BMW Motorrad has lifted a temporary stop-sale for its entire gasoline motorcycle line in North America, which had resulted in the company only selling electric motorbikes.
The company did not confirm exactly why the stop-sale had been put in place or what had led to its removal, but BMW Motorrad did say that its “engineering division has concluded our testing and evaluation and have determined that the voluntary stop-sale measures can be lifted.”
BMW Motorrad, the motorcycle division of the automaker BMW, issued the order last month for all of its models in the US. The stop-sale order included every model in its inventory, both new and used from all model years, except for electric motorbikes.
The BMW CE 04 is the company’s only electric model currently for sale in North America. The 31 kW (42 hp) bike is best classified as a maxi-scooter, though it takes on a futuristic design and lacks the typical deep step-through frame of most scooters.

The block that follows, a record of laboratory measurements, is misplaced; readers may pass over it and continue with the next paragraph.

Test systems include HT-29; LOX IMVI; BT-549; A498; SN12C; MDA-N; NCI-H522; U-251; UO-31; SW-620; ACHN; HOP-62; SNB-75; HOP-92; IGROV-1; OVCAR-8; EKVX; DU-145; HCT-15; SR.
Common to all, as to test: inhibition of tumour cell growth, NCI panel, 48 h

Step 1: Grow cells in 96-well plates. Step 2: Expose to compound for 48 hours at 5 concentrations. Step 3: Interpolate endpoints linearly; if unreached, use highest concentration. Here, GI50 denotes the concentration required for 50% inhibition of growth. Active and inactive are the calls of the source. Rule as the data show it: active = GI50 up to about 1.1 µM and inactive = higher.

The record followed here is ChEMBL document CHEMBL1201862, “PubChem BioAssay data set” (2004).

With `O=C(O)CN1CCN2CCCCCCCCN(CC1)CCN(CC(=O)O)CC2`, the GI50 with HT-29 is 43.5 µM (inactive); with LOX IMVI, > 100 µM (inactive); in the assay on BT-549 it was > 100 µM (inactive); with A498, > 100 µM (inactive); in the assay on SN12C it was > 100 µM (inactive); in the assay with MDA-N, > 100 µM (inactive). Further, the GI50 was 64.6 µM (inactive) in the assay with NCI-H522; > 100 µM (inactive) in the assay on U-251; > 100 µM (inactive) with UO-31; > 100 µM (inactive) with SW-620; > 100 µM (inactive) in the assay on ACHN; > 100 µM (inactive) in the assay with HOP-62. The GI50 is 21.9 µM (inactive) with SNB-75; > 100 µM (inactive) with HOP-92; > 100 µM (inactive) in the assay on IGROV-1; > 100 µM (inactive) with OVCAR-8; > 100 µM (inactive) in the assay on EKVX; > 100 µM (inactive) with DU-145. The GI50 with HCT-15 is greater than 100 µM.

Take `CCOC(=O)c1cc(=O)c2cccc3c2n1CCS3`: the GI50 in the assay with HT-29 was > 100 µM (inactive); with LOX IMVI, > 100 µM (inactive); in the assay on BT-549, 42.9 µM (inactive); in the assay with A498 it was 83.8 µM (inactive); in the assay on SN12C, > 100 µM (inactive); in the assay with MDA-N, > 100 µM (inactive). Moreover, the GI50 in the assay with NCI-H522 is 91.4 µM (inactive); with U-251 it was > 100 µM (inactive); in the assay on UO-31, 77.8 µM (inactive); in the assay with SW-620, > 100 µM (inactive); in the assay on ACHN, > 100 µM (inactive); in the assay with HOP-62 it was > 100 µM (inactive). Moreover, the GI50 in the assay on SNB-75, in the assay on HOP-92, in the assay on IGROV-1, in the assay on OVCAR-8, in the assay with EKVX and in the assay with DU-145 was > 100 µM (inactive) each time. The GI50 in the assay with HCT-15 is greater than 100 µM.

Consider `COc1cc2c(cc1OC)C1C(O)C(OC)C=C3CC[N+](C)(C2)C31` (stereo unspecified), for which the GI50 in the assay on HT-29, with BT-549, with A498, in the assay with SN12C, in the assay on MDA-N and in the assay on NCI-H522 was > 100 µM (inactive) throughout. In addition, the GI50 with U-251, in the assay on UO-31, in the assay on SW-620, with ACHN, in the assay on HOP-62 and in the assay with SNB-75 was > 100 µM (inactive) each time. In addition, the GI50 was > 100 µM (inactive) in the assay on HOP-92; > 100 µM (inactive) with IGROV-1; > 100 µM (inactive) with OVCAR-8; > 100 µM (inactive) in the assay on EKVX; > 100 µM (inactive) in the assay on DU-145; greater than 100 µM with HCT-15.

It began production roughly two years ago when there was little in the US electric scooter market to compete with its 75 mph (121 km/h) performance. Now similarly capable electric scooters have begun to enter the market, though few can match BMW’s design chops.
The issue prompting the stop-sale notice was likely related to emissions, as the company indicated there was no safety concern for bikes already on the road and did confirm that it was “pursuing measures to further evaluate the material used in a component of its motorcycle evaporative system, which may not have been produced to material specifications.”
The news comes at a time when an increasing number of legacy motorcycle companies are entering the electric motorcycle market. Harley-Davidson was an early entrant in 2018, with BMW now playing catchup and still other companies such as Kawasaki and Triumph working on rolling out their first electric models.
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